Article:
Ke Awalau o Puʻuloa
Ke Awalau o Puʻuloa, also known as Pearl Harbor, was once renowned for its abundant natural resources. The lowlands were filled with cultivated taro and the fisheries could yield up to 81,935 pounds of fish on an annual basis. Farther inland, heading into the valleys, sweet potato and banana crops were plentiful. From the 1870s, the U.S. Navy began using Puʻuloa as a port, but it was not until 1899, after the overthrow of the Hawaiian Kingdom, that an official base was established. More commonly known, Pearl Harbor (along with Hickam Air Force Base, Wheeler Air Force Base, Bellows Air Force Base, Kaneohe Marine Base, and Barber’s Point) was attacked by Japanese Imperial Forces on December 7, 1941. 2458 people died on that day and 1143 were wounded. For more of this history, please visit Pacific Historic Parks.
Industrial Agriculture in Hawaiʻi
In the 1870s, much of what is now the DOE Central District had become vast fields of sugarcane and pineapples. Much of contemporary Hawaiʻi cultural and social history is tied to the plantation culture that developed from this cultivation, including the importing of laborers and workers from China, Japan, Okinawa, the Philippines, Portugal, Korea, and Puerto Rico. One hundred years later, many of these agricultural fields were transformed into planned communities, like Mililani and Mililani Mauka. Located in the HIDOE Ewa District, you can found out more about this history by visiting Hawaiʻi’s Plantation Village.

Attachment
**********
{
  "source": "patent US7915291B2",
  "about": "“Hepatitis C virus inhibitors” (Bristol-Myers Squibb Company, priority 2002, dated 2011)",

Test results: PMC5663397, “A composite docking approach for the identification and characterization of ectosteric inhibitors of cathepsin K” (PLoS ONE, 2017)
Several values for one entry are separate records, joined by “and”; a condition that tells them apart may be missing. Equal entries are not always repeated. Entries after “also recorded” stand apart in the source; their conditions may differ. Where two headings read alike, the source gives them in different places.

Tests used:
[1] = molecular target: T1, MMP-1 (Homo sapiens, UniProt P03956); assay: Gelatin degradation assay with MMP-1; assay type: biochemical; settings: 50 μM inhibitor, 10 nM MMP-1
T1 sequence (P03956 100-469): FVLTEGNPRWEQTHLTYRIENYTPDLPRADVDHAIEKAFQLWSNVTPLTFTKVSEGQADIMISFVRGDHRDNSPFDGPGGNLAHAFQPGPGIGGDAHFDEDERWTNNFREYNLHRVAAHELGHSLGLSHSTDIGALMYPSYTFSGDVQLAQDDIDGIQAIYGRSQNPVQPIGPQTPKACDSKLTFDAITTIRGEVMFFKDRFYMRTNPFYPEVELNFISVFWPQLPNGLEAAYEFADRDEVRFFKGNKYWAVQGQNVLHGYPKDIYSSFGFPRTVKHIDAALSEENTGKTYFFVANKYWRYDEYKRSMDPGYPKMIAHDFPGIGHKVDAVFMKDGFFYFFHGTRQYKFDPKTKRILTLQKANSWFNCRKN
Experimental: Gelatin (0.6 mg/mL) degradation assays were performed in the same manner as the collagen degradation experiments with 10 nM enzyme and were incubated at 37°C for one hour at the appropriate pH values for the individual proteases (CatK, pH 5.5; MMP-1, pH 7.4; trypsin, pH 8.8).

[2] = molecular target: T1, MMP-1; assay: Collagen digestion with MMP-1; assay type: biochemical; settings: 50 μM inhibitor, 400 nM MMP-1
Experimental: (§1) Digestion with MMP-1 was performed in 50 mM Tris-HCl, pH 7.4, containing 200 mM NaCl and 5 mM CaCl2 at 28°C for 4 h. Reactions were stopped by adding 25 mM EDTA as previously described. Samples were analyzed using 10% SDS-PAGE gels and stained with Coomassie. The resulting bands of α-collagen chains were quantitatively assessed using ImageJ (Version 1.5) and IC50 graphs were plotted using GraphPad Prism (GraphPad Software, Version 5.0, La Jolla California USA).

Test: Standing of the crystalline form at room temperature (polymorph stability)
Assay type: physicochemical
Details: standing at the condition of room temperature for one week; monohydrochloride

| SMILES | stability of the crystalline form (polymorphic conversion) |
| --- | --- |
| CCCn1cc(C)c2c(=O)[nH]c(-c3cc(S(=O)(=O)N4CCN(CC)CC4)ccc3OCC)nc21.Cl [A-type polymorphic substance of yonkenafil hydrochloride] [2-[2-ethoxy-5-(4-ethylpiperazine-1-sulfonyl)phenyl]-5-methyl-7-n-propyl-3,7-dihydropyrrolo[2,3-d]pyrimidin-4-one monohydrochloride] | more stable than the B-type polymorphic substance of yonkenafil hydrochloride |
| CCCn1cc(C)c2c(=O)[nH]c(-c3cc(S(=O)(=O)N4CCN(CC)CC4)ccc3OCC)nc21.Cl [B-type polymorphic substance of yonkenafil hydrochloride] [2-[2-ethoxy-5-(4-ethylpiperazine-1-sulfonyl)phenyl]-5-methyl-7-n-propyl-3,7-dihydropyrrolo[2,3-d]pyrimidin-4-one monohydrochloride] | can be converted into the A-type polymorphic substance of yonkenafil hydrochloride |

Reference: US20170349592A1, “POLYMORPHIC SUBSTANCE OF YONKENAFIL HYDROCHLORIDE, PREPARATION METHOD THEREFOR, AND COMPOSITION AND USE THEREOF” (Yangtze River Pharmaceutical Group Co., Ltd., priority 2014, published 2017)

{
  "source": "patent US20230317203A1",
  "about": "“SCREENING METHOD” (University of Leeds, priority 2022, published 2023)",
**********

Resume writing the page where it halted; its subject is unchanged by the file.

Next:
This a brief glance into the history of this region. It is the history of large events that changed the lives of thousands, but history is also comprised of intimate stories that offer us connection to our ancestors, to our family, to our communities. In the spirit of mālama our history, mālama our community, we invite you to share your community stories. Our elders are living story books. Ask them to tell you a story.
We would like to express our sincere gratitude to Mililani High School (our venue for the Central District Fair 2020), Pacific Historic Parks (our Community Partner for Central District Fair 2020), and all of our students, teachers, families, judges and other volunteers in the Central District community.
*A note on the Hawaiʻi History Day Fair photographs included in this section—all photographs were taken prior to the COVID-19 Pandemic. We look forward to the day when we’re able to meet together and take photos of everyone in all their beautiful mask-less glory.
*Quite a few online resources were consulted while constructing this brief history of the Central District. You can find links above, but of particular note is the ground breaking humanities scholarship of Marie Alohalani Brown in her book, Facing the Spears of Change: The Life and Legacy of John Papa ʻĪʻī and Kyle Kajihiro in his Master’s thesis, Becoming ʻPearl Harbor’: A ʻLost Geography’ of American Empire. Both of these works generously share some of the often overlooked histories of our islands.